Sitting in his sister's living room in Eagan, the Rev. Greg Shaffer is a long way from the place he calls home, an internationally recognized mission in a remote, poverty-stricken region of Guatemala where generations of Minnesotans have helped the priest transform and save lives for more than four decades.
He doesn't move as fast as he did a few years ago, and the chemotherapy treatments he undergoes to keep the T-cell lymphoma in check often sap his energy. Blooms of sores and rashes from the disease climb both of his legs.
But Shaffer's self-deprecating Irish humor remains, as does his keen grasp of Latin American politics and the human condition in general. By phone, he keeps a hand on the rudder of an amazing place in San Lucas Toliman where programs he founded with the help of the New Ulm Diocese so long ago provide health care, education, jobs and housing to thousands of Guatemalans.
Since the lymphoma was diagnosed several months ago, Shaffer has remained in Minnesota, getting treatment and going to mass every day while reading and thinking. "I'm in the pews now and it's been a wonderful experience," said Shaffer. "It's nice to be the guy not telling everybody what to do."
Doctors have allowed him a few weeklong trips back to Guatemala, but he needs ongoing care that he can't get in Central America to "keep ahead" of the cancer.
Shaffer's longevity in Guatemala and the long list of accomplishments of the mission have made them nearly legendary both inside the country and in social justice circles. In 2007, the Guatemalan government gave its highest honor, "The Order of the Quetzal," to the mission in Shaffer's name.
Talking about the long arc of the mission's history during his time there, Shaffer is both buoyed by the gains made and sobered by the reality of trying to empower people in a country that has witnessed government brutality, guerrilla wars, searing poverty and now a vicious drug trade.
"My patience," he says with a smile, "has certainly been tested."
Shaffer's appointment to San Lucas was supposed to be for five years. He spoke no Spanish, and the conditions were shockingly grim. But Shaffer set out on an ambitious plan to encourage self-sufficiency by educating people and training them to start businesses, build houses and plant crops.
I had an opportunity to visit San Lucas in the mid-1980s. The setting is stunning, on Lake Atitlan, which is surrounded by volcanoes that plunge down to the shore.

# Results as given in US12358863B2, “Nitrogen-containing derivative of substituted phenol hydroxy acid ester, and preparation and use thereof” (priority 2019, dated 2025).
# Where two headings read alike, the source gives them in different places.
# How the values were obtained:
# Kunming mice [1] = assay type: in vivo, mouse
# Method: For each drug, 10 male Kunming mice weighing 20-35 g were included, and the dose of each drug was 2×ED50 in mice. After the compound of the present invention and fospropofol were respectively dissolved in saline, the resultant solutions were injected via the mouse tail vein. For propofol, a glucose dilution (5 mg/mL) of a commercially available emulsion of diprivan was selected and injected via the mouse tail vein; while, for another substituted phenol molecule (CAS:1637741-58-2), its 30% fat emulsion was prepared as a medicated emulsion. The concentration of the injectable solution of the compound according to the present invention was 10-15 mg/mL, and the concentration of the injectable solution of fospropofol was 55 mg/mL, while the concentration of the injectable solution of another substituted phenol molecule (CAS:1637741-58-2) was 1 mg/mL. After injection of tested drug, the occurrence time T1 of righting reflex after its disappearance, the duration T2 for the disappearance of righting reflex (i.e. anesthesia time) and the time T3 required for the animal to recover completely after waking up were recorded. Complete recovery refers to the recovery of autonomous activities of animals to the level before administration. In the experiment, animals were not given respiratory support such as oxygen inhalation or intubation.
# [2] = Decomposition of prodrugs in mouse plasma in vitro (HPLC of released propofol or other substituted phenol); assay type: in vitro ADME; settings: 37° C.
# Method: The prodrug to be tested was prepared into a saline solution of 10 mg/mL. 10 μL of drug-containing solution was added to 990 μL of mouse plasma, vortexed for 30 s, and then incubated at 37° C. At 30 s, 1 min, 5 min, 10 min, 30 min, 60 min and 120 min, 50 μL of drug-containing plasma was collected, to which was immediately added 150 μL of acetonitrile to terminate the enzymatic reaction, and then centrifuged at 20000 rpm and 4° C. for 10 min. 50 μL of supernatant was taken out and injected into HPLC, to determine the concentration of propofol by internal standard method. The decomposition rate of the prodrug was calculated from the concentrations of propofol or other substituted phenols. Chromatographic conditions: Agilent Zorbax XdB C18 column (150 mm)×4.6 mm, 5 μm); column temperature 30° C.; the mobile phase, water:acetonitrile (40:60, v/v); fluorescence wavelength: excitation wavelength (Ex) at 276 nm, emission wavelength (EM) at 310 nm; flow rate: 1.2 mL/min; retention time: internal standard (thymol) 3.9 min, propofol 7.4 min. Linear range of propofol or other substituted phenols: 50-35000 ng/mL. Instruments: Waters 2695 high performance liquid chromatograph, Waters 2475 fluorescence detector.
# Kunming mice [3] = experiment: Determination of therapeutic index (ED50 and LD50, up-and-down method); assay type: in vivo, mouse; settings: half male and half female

But I quickly learned the hurdles Shaffer faced when the town's military leader was executed by guerrillas the day I arrived and a military crackdown on the town began. I attended the funeral for the comandante, a tense ceremony in which Shaffer had to preside inside a church where government informants likely sat next to possible guerrillas.
At the time, the parish's clinic was a small, poorly equipped room behind the priest's quarters. There was a fledgling agricultural program and congregants were learning construction skills and building houses in the rare spaces between mountain ranges.
Since then, more than 4,000 families have received 3-acre plots and the housing program has built 1,600 homes. The clinic is now a two-story building that serves 8,000 people per year and the school has 650 students. Literacy rates in San Lucas have risen from 2.5 percent to 85 percent. The parish employs more than 300 people and spends $10,000 in salaries per week. It now has two rooms for surgery, and every year ophthalmologists from Hutchinson go down to perform sight-saving operations.
I asked Shaffer where the money comes from and he tapped his chest. "Wherever we can find it," he said. The generosity has come from churches and organizations around the country, but especially from Minnesota.
While life is better for many, the troubles remain.
"People are pretty disgusted with the violence and drugs," said Shaffer. "It used to be political, now it's about money. Now the greatest cause of poverty is corruption."
And Shaffer isn't terribly surprised that it has taken so long for Guatemalans to seize opportunities given them; after all, they've been exploited for centuries. Since being back in the United States for the first long stint in more than 40 years, Shaffer is struck by the bounty of choices enjoyed here, compared to Guatemala. "I need a list to go into a grocery store or restaurant or I get overwhelmed," he said.
I asked him if this might not be an appropriate time to retire. Shaffer smiled and shook his head.
"What are you going to do with an old priest?" he said. "Put him in a corner and pull him out when you need him? The doctors are sick of me asking when I'll be done with this, but they say they have to get ahead of it, then I can spend more time in Guatemala.
"I guess you can't ask for any more than that."
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